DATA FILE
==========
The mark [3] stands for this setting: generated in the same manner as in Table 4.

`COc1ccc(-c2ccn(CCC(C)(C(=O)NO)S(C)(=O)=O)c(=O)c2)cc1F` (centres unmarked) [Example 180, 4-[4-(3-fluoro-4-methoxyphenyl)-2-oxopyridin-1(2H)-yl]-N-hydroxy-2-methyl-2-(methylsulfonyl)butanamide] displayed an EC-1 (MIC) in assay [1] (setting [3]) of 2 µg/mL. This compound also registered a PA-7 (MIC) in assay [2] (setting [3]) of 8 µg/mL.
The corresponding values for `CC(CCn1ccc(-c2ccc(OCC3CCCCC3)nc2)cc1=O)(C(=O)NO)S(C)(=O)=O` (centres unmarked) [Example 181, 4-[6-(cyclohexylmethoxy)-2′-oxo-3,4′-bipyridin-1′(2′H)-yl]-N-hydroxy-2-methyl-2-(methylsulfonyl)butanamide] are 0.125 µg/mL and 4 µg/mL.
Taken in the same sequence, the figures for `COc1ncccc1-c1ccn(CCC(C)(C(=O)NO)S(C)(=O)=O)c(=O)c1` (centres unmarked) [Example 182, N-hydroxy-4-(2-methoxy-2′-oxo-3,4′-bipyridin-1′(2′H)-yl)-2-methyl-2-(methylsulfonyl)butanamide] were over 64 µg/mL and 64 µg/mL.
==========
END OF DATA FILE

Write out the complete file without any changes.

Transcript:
The mark [3] stands for this setting: generated in the same manner as in Table 4.

`COc1ccc(-c2ccn(CCC(C)(C(=O)NO)S(C)(=O)=O)c(=O)c2)cc1F` (centres unmarked) [Example 180, 4-[4-(3-fluoro-4-methoxyphenyl)-2-oxopyridin-1(2H)-yl]-N-hydroxy-2-methyl-2-(methylsulfonyl)butanamide] displayed an EC-1 (MIC) in assay [1] (setting [3]) of 2 µg/mL. This compound also registered a PA-7 (MIC) in assay [2] (setting [3]) of 8 µg/mL.
The corresponding values for `CC(CCn1ccc(-c2ccc(OCC3CCCCC3)nc2)cc1=O)(C(=O)NO)S(C)(=O)=O` (centres unmarked) [Example 181, 4-[6-(cyclohexylmethoxy)-2′-oxo-3,4′-bipyridin-1′(2′H)-yl]-N-hydroxy-2-methyl-2-(methylsulfonyl)butanamide] are 0.125 µg/mL and 4 µg/mL.
Taken in the same sequence, the figures for `COc1ncccc1-c1ccn(CCC(C)(C(=O)NO)S(C)(=O)=O)c(=O)c1` (centres unmarked) [Example 182, N-hydroxy-4-(2-methoxy-2′-oxo-3,4′-bipyridin-1′(2′H)-yl)-2-methyl-2-(methylsulfonyl)butanamide] were over 64 µg/mL and 64 µg/mL.